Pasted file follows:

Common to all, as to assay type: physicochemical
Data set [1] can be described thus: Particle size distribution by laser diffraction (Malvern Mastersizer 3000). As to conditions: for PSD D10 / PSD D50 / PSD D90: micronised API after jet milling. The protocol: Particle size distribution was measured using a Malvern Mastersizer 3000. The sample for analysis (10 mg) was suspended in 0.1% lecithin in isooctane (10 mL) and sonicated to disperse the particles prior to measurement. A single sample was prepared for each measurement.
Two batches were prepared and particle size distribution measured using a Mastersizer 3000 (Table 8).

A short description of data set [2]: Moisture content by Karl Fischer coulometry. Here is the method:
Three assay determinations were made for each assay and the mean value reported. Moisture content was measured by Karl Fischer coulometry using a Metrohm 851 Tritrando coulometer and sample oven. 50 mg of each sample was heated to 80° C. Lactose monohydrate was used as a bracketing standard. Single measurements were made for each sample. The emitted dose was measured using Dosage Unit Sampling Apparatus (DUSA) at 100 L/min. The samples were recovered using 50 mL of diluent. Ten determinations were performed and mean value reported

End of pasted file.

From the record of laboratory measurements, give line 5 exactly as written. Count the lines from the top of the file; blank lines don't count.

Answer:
Three assay determinations were made for each assay and the mean value reported. Moisture content was measured by Karl Fischer coulometry using a Metrohm 851 Tritrando coulometer and sample oven. 50 mg of each sample was heated to 80° C. Lactose monohydrate was used as a bracketing standard. Single measurements were made for each sample. The emitted dose was measured using Dosage Unit Sampling Apparatus (DUSA) at 100 L/min. The samples were recovered using 50 mL of diluent. Ten determinations were performed and mean value reported